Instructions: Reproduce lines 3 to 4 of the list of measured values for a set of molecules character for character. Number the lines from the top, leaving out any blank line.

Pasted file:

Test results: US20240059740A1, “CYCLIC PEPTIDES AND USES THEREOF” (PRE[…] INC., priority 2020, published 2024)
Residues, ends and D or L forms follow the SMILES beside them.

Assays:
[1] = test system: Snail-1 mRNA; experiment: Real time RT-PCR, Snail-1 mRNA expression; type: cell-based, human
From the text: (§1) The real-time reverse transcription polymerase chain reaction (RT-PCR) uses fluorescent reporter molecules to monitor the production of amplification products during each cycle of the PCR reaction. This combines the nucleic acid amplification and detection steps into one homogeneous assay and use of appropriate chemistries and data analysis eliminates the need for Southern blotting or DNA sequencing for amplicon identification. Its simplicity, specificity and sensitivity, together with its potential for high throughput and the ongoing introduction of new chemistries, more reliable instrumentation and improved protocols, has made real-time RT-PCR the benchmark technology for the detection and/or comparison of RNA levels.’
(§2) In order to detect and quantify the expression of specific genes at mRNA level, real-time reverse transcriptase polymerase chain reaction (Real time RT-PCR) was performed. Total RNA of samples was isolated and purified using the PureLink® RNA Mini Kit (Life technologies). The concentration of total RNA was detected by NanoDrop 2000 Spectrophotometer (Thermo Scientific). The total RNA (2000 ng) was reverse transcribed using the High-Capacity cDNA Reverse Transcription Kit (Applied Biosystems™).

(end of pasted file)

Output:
Assays:
[1] = test system: Snail-1 mRNA; experiment: Real time RT-PCR, Snail-1 mRNA expression; type: cell-based, human